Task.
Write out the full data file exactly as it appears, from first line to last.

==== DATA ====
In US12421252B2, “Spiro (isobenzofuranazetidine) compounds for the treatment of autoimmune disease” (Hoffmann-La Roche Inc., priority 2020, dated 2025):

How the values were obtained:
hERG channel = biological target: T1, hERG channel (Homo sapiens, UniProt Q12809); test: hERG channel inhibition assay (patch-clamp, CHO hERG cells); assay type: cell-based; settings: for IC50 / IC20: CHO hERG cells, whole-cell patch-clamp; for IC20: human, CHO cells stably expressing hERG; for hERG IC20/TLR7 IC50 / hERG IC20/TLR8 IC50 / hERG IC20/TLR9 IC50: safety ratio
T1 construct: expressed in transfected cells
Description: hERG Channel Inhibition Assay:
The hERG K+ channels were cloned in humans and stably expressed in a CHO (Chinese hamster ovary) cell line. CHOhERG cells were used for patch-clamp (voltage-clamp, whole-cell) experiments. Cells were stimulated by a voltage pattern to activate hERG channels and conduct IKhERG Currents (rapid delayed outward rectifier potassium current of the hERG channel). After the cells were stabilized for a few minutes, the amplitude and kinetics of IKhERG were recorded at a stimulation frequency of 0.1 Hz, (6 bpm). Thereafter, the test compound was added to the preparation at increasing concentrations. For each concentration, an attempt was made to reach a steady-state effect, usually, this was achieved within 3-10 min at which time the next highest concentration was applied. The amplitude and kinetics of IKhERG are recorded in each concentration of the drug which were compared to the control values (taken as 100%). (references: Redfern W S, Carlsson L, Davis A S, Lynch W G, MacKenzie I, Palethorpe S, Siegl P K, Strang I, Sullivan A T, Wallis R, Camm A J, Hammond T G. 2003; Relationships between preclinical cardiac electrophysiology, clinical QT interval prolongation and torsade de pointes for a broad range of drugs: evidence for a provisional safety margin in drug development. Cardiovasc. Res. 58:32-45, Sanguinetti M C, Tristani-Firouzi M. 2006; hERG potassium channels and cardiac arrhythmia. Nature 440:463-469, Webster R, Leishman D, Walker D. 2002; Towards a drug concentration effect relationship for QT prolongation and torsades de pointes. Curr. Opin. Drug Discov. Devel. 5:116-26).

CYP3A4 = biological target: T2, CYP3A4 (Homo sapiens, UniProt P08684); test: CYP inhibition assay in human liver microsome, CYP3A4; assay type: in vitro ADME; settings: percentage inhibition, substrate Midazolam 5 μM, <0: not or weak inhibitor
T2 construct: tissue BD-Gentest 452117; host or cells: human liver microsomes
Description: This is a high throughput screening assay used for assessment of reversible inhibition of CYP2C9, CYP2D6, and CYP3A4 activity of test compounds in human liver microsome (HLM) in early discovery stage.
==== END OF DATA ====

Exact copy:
In US12421252B2, “Spiro (isobenzofuranazetidine) compounds for the treatment of autoimmune disease” (Hoffmann-La Roche Inc., priority 2020, dated 2025):

How the values were obtained:
hERG channel = biological target: T1, hERG channel (Homo sapiens, UniProt Q12809); test: hERG channel inhibition assay (patch-clamp, CHO hERG cells); assay type: cell-based; settings: for IC50 / IC20: CHO hERG cells, whole-cell patch-clamp; for IC20: human, CHO cells stably expressing hERG; for hERG IC20/TLR7 IC50 / hERG IC20/TLR8 IC50 / hERG IC20/TLR9 IC50: safety ratio
T1 construct: expressed in transfected cells
Description: hERG Channel Inhibition Assay:
The hERG K+ channels were cloned in humans and stably expressed in a CHO (Chinese hamster ovary) cell line. CHOhERG cells were used for patch-clamp (voltage-clamp, whole-cell) experiments. Cells were stimulated by a voltage pattern to activate hERG channels and conduct IKhERG Currents (rapid delayed outward rectifier potassium current of the hERG channel). After the cells were stabilized for a few minutes, the amplitude and kinetics of IKhERG were recorded at a stimulation frequency of 0.1 Hz, (6 bpm). Thereafter, the test compound was added to the preparation at increasing concentrations. For each concentration, an attempt was made to reach a steady-state effect, usually, this was achieved within 3-10 min at which time the next highest concentration was applied. The amplitude and kinetics of IKhERG are recorded in each concentration of the drug which were compared to the control values (taken as 100%). (references: Redfern W S, Carlsson L, Davis A S, Lynch W G, MacKenzie I, Palethorpe S, Siegl P K, Strang I, Sullivan A T, Wallis R, Camm A J, Hammond T G. 2003; Relationships between preclinical cardiac electrophysiology, clinical QT interval prolongation and torsade de pointes for a broad range of drugs: evidence for a provisional safety margin in drug development. Cardiovasc. Res. 58:32-45, Sanguinetti M C, Tristani-Firouzi M. 2006; hERG potassium channels and cardiac arrhythmia. Nature 440:463-469, Webster R, Leishman D, Walker D. 2002; Towards a drug concentration effect relationship for QT prolongation and torsades de pointes. Curr. Opin. Drug Discov. Devel. 5:116-26).

CYP3A4 = biological target: T2, CYP3A4 (Homo sapiens, UniProt P08684); test: CYP inhibition assay in human liver microsome, CYP3A4; assay type: in vitro ADME; settings: percentage inhibition, substrate Midazolam 5 μM, <0: not or weak inhibitor
T2 construct: tissue BD-Gentest 452117; host or cells: human liver microsomes
Description: This is a high throughput screening assay used for assessment of reversible inhibition of CYP2C9, CYP2D6, and CYP3A4 activity of test compounds in human liver microsome (HLM) in early discovery stage.